Buying less, more often: an evaluation of sachet marketing strategy in an emerging market
Sachets have for several decades now, been marketed by firms as a strategy to increase trials and market penetration especially in the economically underprivileged societies of the emerging markets. Very often the existence of an economic underclass is assumed to be a necessary prerequisite for the successful implementation of sachet marketing strategy. The article challenges this stance, and through our exhaustive and penetrating analysis of the pervasive and successful use of sachet marketing in an emerging market like India, provides a managerially relevant theoretical framework to evaluate the sachet marketing strategies of firms marketing in India. Our new theoretical framework, grounded in the relevant literature, is also coherent with the recent business practices. We find that sachet marketing strategy does not necessitate the prevalence of poverty, and the critical success factors are an extensive retail distribution, favourable socio-cultural factors, higher perceived value by the consumers, and technology to reduce packaging costs.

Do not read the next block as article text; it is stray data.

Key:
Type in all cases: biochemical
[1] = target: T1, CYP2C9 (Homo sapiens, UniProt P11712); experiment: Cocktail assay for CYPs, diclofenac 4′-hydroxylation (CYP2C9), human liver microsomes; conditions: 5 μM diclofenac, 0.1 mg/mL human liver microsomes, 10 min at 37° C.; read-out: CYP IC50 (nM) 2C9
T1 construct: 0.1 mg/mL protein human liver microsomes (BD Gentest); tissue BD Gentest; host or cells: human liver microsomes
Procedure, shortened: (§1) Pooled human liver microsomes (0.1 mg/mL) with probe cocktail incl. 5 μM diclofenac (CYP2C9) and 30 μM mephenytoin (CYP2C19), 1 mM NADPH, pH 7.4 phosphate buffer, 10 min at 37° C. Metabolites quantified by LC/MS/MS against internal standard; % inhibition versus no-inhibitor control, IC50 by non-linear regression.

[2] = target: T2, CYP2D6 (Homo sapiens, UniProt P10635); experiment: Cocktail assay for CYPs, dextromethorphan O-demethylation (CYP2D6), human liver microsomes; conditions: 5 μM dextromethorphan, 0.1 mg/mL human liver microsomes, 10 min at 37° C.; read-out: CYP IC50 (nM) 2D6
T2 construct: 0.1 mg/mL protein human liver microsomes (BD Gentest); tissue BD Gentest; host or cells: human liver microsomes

Singh, R., Ang, R. P., & Sy-Changco, J. A. (2009). Buying less, more often: an evaluation of sachet marketing strategy in an emerging market. The Marketing Review, 9(1), 3-17.